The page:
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Energy efficiency regulatory reform

The EBRD is fully committed to supporting its countries of operations in achieving secure, efficient and affordable energy supplies, while ensuring that environmental and sustainability concerns are fully addressed. Experience has shown that energy efficiency can be a cost-effective way to improve energy security and reduce energy investment needs while promoting regional economic competitiveness.

Accordingly, the EBRD is an active investor and technical cooperation provider in a variety of sustainable energy areas, such as power sector energy efficiency, industrial energy efficiency, corporate/commercial energy efficiency, renewable energy, municipal infrastructure energy efficiency and energy efficiency of buildings. For further details of the Bank’s activities in this area please refer to the Sustainable Energy Initiative.

Energy efficiency in buildings

Why reform is needed

Buildings account for up to 40% of energy consumption in many EBRD countries of operation. A significant proportion of these buildings are not properly isolated or heated which results in high energy bills, inefficient energy spending, deterioration of the building fabric and poor living conditions. Accordingly, with refurbishments to address these deficiencies there exists great potential for significant energy saving. Regrettably, relatively little investment has been made in this area to date, with the legal and regulatory framework often being amongst the key barriers to the attraction of adequate sustainable investment in the necessary energy-efficiency-based renovations.

The EBRD’s role

To address these issues the Bank has developed local-bank credit lines which provide financing for energy-saving measures in a number of countries; some of these measures including insulation of outdoor walls and roofs, replacing windows, and installing heat pumps, solar thermal collectors and high-efficiency gas and biomass boilers. To enable, sustain and maximise further private-sector financing of building energy efficiency, EBRD is supporting governments in developing the necessary legal and regulatory framework for the building sector. Even though many residential buildings in the EBRD region have been privatised (often at very low cost), the management structure (including operation and maintenance) is rarely adequate and often characterised by conflicting responsibilities between the flat owners and the municipality (related to, for example, ownership of and responsibility for common areas of residential buildings and/or the land). To overcome these deficiencies, EBRD can support governments in introducing reforms to buildings legislation and housing codes to ensure clear rights and responsibilities of stakeholders, minimum energy efficiency performance standards, inspection and auditing. A gradual movement to cost recovery in the energy sector and avoidance of cross subsidies is another essential component of a targeted energy efficiency policy.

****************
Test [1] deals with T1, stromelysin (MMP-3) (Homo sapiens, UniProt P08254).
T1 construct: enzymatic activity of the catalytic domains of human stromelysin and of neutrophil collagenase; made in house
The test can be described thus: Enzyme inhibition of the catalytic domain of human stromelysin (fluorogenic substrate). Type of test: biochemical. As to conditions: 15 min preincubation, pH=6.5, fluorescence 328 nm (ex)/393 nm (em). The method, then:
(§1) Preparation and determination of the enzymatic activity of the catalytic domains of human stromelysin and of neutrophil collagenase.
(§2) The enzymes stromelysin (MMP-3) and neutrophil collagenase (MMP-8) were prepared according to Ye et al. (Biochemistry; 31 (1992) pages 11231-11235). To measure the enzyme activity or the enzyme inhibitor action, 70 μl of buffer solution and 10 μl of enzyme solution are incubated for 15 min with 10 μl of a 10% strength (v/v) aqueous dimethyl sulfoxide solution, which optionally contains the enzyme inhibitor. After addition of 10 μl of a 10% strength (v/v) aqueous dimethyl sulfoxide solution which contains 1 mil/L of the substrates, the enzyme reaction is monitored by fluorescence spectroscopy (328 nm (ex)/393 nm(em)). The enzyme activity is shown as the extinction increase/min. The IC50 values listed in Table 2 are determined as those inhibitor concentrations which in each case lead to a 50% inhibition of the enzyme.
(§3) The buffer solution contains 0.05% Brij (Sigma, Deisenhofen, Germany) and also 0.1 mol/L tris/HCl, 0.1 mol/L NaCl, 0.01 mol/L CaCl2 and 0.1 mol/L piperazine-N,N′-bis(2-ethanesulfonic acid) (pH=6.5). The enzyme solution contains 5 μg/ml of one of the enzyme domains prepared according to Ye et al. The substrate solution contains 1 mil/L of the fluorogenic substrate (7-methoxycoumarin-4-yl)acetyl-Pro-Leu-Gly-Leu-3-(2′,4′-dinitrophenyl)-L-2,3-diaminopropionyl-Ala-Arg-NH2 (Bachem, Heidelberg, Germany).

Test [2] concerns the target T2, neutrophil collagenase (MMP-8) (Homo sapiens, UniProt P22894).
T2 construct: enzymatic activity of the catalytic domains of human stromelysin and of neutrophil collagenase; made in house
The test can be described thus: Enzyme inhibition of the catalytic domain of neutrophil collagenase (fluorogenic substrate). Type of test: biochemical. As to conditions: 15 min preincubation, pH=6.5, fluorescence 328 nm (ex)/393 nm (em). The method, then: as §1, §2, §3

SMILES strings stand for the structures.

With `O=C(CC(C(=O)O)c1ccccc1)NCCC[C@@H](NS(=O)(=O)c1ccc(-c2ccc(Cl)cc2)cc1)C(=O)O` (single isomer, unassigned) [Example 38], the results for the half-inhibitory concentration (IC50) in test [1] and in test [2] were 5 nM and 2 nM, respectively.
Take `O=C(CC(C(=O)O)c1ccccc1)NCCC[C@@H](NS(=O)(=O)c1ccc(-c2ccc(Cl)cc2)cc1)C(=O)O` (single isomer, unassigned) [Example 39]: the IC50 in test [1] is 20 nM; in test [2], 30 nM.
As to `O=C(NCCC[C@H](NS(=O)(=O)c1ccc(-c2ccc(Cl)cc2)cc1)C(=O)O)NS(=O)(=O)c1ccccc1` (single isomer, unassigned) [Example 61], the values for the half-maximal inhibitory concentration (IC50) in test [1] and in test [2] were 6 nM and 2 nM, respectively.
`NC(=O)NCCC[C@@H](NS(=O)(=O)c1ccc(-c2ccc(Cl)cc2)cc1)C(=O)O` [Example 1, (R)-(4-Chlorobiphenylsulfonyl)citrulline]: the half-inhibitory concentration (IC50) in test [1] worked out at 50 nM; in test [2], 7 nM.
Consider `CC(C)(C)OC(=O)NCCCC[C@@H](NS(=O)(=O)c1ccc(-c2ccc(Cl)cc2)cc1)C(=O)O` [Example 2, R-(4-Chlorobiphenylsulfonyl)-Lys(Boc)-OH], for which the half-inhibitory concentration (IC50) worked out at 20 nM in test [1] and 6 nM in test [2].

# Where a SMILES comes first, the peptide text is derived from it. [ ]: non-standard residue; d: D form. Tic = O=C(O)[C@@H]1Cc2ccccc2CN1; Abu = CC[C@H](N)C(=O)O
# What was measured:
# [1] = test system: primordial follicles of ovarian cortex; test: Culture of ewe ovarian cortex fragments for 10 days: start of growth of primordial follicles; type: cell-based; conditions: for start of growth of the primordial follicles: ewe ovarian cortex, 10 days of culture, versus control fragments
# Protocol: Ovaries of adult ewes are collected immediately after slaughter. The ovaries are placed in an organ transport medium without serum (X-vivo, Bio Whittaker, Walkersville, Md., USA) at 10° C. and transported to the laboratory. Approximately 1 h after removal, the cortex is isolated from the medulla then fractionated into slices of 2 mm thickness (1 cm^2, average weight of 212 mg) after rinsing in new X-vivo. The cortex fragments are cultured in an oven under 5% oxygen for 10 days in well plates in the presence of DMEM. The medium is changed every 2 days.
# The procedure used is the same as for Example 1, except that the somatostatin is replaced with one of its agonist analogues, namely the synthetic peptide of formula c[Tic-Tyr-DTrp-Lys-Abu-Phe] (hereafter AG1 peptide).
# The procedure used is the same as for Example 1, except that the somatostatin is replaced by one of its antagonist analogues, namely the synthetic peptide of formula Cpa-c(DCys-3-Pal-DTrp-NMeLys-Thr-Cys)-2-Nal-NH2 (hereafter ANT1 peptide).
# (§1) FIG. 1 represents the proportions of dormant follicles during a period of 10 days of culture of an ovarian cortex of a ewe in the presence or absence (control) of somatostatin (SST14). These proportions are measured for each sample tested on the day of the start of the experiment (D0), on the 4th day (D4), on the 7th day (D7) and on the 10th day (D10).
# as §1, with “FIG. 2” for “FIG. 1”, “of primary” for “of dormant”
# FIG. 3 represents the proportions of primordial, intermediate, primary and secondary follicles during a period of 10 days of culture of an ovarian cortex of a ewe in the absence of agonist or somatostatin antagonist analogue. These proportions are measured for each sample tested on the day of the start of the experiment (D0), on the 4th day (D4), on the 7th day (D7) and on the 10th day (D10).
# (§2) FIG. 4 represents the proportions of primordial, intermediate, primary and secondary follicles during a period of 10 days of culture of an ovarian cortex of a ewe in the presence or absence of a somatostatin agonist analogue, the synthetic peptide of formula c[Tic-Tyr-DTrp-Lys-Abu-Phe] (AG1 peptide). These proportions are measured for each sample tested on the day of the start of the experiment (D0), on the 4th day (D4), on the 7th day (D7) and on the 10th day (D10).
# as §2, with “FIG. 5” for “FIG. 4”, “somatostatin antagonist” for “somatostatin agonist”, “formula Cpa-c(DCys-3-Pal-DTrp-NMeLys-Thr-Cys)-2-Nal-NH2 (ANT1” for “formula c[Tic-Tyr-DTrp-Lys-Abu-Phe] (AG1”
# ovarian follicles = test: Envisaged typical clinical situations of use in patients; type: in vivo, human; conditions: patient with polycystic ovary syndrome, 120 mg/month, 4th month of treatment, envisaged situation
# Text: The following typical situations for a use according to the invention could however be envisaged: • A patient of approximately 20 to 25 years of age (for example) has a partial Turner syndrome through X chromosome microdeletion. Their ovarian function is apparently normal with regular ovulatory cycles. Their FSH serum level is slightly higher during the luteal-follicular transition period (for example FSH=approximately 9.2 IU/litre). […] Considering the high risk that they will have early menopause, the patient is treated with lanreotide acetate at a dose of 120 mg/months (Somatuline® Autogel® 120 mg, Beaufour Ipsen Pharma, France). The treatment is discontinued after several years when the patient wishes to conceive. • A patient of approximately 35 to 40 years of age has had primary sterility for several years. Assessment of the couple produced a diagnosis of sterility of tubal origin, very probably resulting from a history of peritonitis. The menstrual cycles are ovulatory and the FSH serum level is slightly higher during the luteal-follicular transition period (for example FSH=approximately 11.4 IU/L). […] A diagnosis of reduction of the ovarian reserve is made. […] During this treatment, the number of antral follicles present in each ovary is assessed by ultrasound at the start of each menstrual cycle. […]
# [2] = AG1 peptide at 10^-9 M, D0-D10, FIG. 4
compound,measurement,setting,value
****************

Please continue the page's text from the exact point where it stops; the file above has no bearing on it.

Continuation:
International standards

EBRD supports the implementation of international best practices in the building sector, including the EU Directive on Energy Performance of Buildings 2002/91/EC, recast in 2010; the Energy End-Use Efficiency and Energy Services Directive 2006/32/EC; and Ecodesign (Energy Using Products) Directive 2005/32/EC and others.

EBRD Legal Transition Programme has recently initiated the development of a focus on policy, legal and regulatory issues in the Bank’s countries of operation.  As part of that focus, the Bank’s Legal Transition Team (LTT) has begun working with the authorities in selected countries of operations to support policy, legal and regulatory development sufficient to maximise investment into energy efficient refurbishment/upgrades.  Details of the projects that LTT is developing or implementing are detailed below.

Current project:

Moldova Energy Efficiency Regulatory Development

Working with the Ministry of Construction and Regional Development, this project is analysing the overall policy, legal, institutional and operational framework of urban housing stock in Moldova.  The findings from this analysis would be used when providing assistance to the Ministry in drafting primary and secondary legislation, and amendment of the housing codes.  More specifically, the project is reviewing existing legislation in the housing sector, providing comparative gap analysis with the best practice from central and eastern European countries as well as identifying opportunities for financing refurbishment of multi-storey housing stock, together with making recommendations on how a support programme could be structured.  The practical implementation of the project began in Chisinau in early September 2010 and the interim project output was presented at a public workshop (jointly hosted by the Ministry for Construction and Urban Development and the EBRD) in Chisinau on 10th November 2010. The project is funded by the Government of Sweden.

Last updated 1 February 2011